• $\begingroup$ A person with ticket x can sit on one of those seats, whose their numbers are divisible by x. For example, a person with ticket 3 can sit on one of seats 3,6,9, .... People should sit if they can. What is the least number of people, who can sit on seats? In my solution: I built a graph, in which a connection between two numbers is established when there is a divisibility between those numbers. Then, I need to run the modified max flow method that I explained. $\endgroup$ – beginner1010 Oct 16 '15 at 3:55
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    $\begingroup$ It may be clear to you, but it's not clear to me -- for instance, I still don't see an answer to my questions about what exactly counts as a valid flow, or what you want to have happen if there are multiple ways to decompose a flow into paths. What matters most is not whether it is clear to you (or me); what matters is whether it is sufficiently clear to answerers. It's in your interests to ensure the question is clear to as many people as possible. If you believe it's already clear, that is your call (and something the community is able to vote on). $\endgroup$ – D.W. Oct 16 '15 at 4:07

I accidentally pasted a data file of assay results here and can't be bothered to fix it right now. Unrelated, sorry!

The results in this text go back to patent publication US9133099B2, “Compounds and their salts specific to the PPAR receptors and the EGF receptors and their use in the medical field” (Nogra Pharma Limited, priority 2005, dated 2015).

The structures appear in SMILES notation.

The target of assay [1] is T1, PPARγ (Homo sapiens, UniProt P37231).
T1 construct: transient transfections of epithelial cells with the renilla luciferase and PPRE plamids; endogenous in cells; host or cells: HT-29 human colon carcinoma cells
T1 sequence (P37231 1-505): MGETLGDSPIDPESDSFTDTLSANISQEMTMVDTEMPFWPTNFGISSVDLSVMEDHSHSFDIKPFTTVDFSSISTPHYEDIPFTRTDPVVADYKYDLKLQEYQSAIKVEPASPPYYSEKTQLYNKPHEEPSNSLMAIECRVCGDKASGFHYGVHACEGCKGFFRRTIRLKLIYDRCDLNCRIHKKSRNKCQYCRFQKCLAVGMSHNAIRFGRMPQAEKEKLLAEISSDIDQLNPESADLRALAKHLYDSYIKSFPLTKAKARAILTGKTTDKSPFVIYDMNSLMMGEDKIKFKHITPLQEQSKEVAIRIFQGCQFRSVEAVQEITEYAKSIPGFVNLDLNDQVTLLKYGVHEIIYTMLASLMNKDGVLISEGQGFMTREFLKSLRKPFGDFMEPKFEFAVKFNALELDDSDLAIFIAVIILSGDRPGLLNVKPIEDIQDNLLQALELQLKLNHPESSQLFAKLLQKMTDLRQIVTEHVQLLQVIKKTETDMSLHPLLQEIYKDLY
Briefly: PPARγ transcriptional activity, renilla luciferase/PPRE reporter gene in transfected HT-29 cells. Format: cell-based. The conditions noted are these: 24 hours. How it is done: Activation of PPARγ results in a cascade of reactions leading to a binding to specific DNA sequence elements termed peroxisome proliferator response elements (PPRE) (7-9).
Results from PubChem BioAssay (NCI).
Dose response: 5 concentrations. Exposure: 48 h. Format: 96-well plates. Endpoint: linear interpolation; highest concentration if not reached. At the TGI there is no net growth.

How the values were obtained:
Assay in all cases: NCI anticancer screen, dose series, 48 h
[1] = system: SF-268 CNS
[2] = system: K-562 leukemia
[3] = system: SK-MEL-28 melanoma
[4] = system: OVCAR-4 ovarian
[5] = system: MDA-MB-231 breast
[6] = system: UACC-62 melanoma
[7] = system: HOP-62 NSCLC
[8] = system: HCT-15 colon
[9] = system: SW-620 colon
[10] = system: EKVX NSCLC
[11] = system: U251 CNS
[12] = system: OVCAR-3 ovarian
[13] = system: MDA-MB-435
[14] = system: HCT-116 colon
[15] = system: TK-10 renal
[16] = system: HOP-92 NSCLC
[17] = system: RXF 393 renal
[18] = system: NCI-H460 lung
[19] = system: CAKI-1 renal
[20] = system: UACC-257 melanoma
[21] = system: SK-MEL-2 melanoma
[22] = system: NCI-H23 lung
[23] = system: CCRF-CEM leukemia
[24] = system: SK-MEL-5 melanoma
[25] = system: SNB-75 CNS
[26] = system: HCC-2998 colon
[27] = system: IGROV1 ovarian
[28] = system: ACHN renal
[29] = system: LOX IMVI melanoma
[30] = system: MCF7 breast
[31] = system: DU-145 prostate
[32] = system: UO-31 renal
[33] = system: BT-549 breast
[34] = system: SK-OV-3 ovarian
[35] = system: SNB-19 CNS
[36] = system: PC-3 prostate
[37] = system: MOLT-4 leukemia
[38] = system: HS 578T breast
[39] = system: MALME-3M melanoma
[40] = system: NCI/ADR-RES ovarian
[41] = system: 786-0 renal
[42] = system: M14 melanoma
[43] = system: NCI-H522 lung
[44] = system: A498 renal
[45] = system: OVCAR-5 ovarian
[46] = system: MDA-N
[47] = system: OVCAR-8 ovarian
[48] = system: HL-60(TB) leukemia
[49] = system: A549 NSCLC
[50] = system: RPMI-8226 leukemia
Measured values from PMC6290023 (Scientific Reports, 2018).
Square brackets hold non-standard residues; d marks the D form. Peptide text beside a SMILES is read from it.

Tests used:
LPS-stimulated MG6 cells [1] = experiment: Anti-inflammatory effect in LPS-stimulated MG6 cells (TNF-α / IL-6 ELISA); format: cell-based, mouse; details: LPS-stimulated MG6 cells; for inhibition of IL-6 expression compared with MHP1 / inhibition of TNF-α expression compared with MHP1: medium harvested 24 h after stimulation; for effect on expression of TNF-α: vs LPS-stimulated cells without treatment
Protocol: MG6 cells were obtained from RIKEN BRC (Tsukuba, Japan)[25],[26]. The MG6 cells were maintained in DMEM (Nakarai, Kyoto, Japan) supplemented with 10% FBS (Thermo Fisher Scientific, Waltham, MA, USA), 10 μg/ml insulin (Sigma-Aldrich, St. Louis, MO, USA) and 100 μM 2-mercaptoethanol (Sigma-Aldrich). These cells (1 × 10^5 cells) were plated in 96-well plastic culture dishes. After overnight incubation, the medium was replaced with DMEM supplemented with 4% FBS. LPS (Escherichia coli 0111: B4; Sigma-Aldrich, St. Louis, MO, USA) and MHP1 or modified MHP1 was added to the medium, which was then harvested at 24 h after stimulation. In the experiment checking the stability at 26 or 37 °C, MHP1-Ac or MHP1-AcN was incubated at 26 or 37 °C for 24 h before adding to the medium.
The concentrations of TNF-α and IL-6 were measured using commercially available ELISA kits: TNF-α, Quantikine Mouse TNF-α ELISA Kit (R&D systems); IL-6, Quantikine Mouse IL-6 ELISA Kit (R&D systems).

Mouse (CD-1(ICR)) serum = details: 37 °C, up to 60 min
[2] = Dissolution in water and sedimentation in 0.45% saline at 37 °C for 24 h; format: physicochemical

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    $\begingroup$ Also, please understand that questions of the form "here is my exercise problem, I can't see how to solve it, please solve it for me" are not always well-received on this site. Different folks have different views on this, but here is one: arguably, the purpose of exercises is for you to get practice learning to solve problems, and to help you diagnose gaps in your knowledge; having us solve the exercise for you arguably serves neither of those purposes, and helps neither you nor future visitors. Just letting you know so that you can be prepared for that as a possible reaction. $\endgroup$ – D.W. Oct 16 '15 at 4:09